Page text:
Under the Civil Service Reform Act of 1978 (the Act), a federal employee has the right to "submit an appeal to the [MSPB] from any action which is appealable to the Board under any law, rule or regulation." 5 U.S.C. § 7701(a) (1982). The Act sets forth certain adverse actions from which employees may appeal, including, inter alia, removal, suspension for more than fourteen days, and reduction in pay. Id. at Sec. 7513(a), (d) (detailing procedures to govern certain actions and providing for appeal to the MSPB therefrom). The Act also sets forth the nature of these adverse actions. It defines "suspension" as "the placing of an employee, for disciplinary reasons, in a temporary status without duties or pay." Id., Secs. 7501(2), 7511(a) (2), 7512(2). We must determine whether GSA's decision to place petitioner on enforced leave constituted an appealable "suspension"; if it did, the Board had jurisdiction over the appeal.

The legislative history of the Act adds little to the statutory definition of "suspension." Congress stated only that it intended to enact "the definition of the term previously adopted by the Civil Service Commission in its policy issuances." S.Rep. No. 969, 95th Cong. 2d Sess. 47 (1978), reprinted in 1978 U.S.Code Cong. & Ad.News 2723, 2769. The Board in Martin v. Department of the Treasury, 10 MSPB 568, 12 M.S.P.R. ---- (1982), discussed the prior administrative definition; the Civil Service Commission had defined a suspension as "an action placing an employee in a temporary non-duty and non-pay status for disciplinary reasons or for other reasons pending inquiry." Id. at 571, 12 M.S.P.R. at ---- (emphasis in original), quoting the former Federal Personnel Manual Supp. 752-1, S1-6(a). The Board emphasized the disciplinary aspect of a suspension in Tyndall v. Department of the Navy, 5 MSPB 247, 247, 5 M.S.P.R. ---- (1981) ("A suspension, as described in 5 U.S.C. § 7501(2) [and incorporated into Sec. 7511(a) (2) ], is the placing of an employee, for disciplinary reasons, in a temporary status without duty and pay." (Emphasis in original)).

We hold that GSA's action in this case falls within the jurisdiction of the MSPB, whether that action be deemed taken for purely disciplinary motives (in the sense of punishment) or whether it was taken because it was necessary in order to place petitioner apart from his fellow workers during the period until the disability application could be acted upon by OPM. If the agency suspended petitioner simply because of his objective conduct--without regard to the possible source of that conduct in some psychiatric condition--the suspension plainly had a disciplinary base. The full Board in its opinion said that Thomas had engaged in "inappropriate, disruptive, and threatening behavior in the workplace"; it further concluded that he was a "disruptive, threatening force in the workplace and his behavior was frightening to his co-workers." The suspension was because of this conduct--and, significantly, not because of his own work record. This sort of suspension can fall within the normal meaning of "discipline," i.e., punishment intended as a sanction for improper conduct. See 30 Comp.Gen. 342, 343-44 (1951) ("The term 'suspension from the service' as used in [the corresponding statute prior to the Act] primarily is concerned with charges arising out of an employee's conduct").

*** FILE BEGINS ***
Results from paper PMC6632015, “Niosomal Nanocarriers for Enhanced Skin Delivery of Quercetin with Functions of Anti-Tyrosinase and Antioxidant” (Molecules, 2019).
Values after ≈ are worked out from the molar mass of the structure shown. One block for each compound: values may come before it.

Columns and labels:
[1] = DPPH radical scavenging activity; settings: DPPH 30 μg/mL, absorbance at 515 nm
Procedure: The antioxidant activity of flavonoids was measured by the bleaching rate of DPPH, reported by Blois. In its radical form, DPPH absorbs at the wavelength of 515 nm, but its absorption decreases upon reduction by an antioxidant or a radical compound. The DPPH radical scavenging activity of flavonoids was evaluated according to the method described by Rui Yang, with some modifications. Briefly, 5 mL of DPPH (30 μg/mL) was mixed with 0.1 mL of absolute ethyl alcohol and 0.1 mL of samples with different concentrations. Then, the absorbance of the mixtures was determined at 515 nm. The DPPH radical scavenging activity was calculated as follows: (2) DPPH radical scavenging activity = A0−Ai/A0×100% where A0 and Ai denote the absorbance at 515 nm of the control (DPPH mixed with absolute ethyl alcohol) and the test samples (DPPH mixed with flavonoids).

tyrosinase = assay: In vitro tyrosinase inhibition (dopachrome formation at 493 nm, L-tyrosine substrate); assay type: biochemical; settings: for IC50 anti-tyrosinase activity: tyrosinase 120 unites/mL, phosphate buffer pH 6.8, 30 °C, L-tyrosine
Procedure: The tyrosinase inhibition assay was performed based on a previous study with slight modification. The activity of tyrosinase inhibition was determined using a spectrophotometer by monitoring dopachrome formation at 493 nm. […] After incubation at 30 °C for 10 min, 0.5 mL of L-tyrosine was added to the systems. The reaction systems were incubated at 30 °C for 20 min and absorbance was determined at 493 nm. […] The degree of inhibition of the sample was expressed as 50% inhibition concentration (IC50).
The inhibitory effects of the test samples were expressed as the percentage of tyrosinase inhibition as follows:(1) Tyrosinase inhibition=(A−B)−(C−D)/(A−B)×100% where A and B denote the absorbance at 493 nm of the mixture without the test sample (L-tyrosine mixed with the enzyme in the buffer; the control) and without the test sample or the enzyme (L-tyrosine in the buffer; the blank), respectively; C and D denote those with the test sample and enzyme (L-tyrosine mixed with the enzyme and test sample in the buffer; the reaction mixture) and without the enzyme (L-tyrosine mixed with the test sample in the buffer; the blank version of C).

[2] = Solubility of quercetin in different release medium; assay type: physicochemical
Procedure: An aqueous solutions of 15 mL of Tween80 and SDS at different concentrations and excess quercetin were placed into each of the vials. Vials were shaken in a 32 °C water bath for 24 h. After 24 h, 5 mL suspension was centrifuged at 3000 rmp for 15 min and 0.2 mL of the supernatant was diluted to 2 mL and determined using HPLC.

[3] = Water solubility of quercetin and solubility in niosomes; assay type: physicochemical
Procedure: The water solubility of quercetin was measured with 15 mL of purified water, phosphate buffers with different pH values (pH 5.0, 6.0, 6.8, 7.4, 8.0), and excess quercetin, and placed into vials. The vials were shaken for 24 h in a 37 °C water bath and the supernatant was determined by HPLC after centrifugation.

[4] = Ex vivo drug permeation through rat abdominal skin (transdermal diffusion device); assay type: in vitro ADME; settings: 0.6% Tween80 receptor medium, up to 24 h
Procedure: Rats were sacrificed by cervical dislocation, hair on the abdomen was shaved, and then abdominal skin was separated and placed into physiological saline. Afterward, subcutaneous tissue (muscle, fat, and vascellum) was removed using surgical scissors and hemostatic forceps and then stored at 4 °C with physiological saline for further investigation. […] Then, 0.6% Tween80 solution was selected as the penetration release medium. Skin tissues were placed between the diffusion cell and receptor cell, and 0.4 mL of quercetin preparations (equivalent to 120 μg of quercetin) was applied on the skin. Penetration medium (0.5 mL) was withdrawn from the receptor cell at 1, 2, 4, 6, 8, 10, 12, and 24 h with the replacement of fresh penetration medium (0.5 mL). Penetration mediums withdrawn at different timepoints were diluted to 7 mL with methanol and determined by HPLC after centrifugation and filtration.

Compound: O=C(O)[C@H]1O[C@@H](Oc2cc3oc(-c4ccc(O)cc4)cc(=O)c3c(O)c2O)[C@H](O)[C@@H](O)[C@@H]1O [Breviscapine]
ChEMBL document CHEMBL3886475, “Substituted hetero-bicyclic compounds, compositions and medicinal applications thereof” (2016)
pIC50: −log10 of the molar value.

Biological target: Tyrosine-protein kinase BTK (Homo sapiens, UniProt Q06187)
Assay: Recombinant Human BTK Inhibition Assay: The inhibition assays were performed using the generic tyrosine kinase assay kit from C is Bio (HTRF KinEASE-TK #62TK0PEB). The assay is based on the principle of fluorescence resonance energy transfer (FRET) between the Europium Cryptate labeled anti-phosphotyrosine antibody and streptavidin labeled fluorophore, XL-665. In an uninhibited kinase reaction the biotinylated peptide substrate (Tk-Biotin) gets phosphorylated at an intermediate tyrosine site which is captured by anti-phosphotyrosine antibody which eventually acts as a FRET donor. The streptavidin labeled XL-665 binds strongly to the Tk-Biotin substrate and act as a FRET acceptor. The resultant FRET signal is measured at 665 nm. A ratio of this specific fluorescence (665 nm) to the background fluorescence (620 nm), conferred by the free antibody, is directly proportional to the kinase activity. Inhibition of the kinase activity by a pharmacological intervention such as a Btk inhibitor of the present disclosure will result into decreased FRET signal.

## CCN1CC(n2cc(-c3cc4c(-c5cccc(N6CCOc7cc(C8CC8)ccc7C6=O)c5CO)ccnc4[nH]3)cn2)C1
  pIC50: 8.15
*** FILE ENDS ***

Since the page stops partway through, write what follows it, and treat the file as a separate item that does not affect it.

On the other hand, if, as the Board thought and appears probable, the suspension occurred because of Thomas' psychiatric problems as disclosed by the psychiatrist's fitness-for-duty report, this appeal to the MSPB was still proper because the suspension was to await the OPM decision as to the disability application. An OPM regulation 5 C.F.R. Sec. 831.1206 provides:

An agency shall retain an employee in an active duty status until it receives the initial decision ... on an agency application for disability retirement, except that the agency on the basis of medical evidence, may place an employee on leave with his/her consent, or without his/her consent when the circumstances are such that his/her retention in an active duty status may result in damage to Government property, or may be detrimental to the interests of the Government, or injurious to the employee, his/her fellow workers, or the general public. (Emphasis added.)

If, as may very well be the case, GSA suspended petitioner (until the decision on the application for disability retirement), this was because the quoted regulation authorized GSA to take that course if the circumstances were such that his retention in duty status might be detrimental to the Government's interests and injurious to Thomas' fellow employees.